Overall, what drew me to UCI was my previous experience and that I had a network. Quentin and former Assistant Dean of the Office of Access and Inclusion Sharnnia Artis were my biggest influences to continue my education and attend graduate school.
I was thankful for the people in the Engineering Department and those in the Engineering program who looked like me. Those in my network shared that this was a good place to grow and pursue a degree.
How did you pick the field of biomedical engineering?
At first, I was interested in mechanical engineering. Dr. Reinkensmeyer suggested biomedical engineering instead. He recommended the field not only because of my electrical engineering background, but because he knew that I was interested in doing clinical work. It was the perfect combination for graduate school and my future career.
Now that you are in graduate school, what are your career aspirations?
Right now, I’m doing stroke rehabilitation. I’m focused on improving ankle function, specifically ankle sensation and movement for walking. When someone has a stroke, one side of the body is affected. Depending on the severity of the stroke, it may be difficult for someone to independently complete their activities of daily living (ADL). Examples of ADLs are getting dressed, getting in and out of a chair, walking, etc. For these examples, it is important that ankles function properly. It may be difficult for them to walk without an assistive device, such as an ankle foot orthosis because of foot drop. Foot drop is muscle weakness that makes it difficult to lift the front part of the foot. This can cause them to trip and fall, so what I focus on is proprioception.
Proprioception is your body’s awareness in space. Some people call it your “sixth sense.” Patients need this awareness to know the position of their ankle.
When I arrived at UCI as a graduate student in June 2019, I told Dr. Reinkensmeyer that I wanted to build a robot. I designed AMPD, or Ankle Measuring Proprioception Device, from the ground up. In February 2020, I finished building AMPD and within a month, it was and is still being used to assess ankles.
I watched the process from the beginning to the end – from the design, to the build and now to watch stroke patients interface with the device. The feedback that patients provided was extremely helpful. I couldn’t have asked for a better experience.
Now, I’m building a second robot. In the future, maybe I’ll build another robot for the clinic or launch a company to commercialize the robots that I build.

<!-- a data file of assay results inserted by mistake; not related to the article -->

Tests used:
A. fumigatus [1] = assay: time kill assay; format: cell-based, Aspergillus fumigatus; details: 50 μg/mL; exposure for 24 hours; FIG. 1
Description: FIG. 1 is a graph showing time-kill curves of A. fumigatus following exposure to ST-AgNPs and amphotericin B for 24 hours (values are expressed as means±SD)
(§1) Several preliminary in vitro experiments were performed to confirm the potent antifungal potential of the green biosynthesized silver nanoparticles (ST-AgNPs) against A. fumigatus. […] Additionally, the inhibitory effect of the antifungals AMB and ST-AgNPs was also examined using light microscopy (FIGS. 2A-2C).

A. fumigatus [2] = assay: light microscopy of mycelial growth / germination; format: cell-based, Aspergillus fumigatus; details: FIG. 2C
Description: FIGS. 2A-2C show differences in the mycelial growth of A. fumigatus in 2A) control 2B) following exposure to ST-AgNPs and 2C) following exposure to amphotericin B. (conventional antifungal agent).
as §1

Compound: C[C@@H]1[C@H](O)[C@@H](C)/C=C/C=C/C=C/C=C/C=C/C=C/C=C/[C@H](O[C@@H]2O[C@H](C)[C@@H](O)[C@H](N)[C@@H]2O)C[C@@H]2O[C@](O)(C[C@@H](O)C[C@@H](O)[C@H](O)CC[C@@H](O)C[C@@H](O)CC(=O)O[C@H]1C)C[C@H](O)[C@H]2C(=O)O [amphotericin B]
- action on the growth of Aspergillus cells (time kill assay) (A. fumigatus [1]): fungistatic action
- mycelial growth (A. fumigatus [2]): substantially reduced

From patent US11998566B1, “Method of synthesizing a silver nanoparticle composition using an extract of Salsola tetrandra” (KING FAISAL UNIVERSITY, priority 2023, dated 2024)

How is it going building the second robot?
The design of the second robot is going really well and the CAD, or online software, is about 95 percent complete. I tried to take what I learned from building the first robot and applied it to this second version.
The biggest thing that I learned from building AMPD was time management and setting realistic goals. It took me a lot longer to build the robot than I had anticipated. It was extremely challenging and I worked a lot of late nights.
In the upcoming weeks, I will be meeting with the physical therapists who I work closely with to ask for their
feedback. It’s important to get their input because they’re going to operate the machine.
I need to know: What is good? What is bad? The dos and don’ts of the device.
I’ve learned to make things as simple as possible. Complexity is great, but it has to be user friendly, or it will not get used.
Another question that the therapists have asked: “Chris, is it safe?” Safety is the biggest thing. It doesn’t matter if the device helps people. If it’s not safe, then it won’t be used.
Right now, the device is solely for stroke patients, but it has the potential to help many people. People with ankle injuries, including athletes and dancers could benefit – among others.
What do you want to do in the future?
I am considering academia versus industry. I like conducting research that interests me, rather than what a company prefers, and I like to teach. I am a graduate mentor for ACES and I mentor a couple of undergrad students. I get a lot of fulfillment out of watching students’ progress. It makes me smile. I suppose it sounds like I am leaning towards academia.
Would you recommend ACES to other students and if so, what advice would you give students?
I would definitely recommend ACES. The advice that I would give is not to be afraid to try new things. Even if you had one experience or heard about the experience of others, you should try it for yourself. You don’t want to question “what if” later.
How is your grandfather doing? Has he tried the robot?
He’s doing good. He lives in Virginia, so he hasn’t tried the robot. I wish I could transport the machine. Maybe one day. He’s doing good though.
Read the full article in LASER Magazine.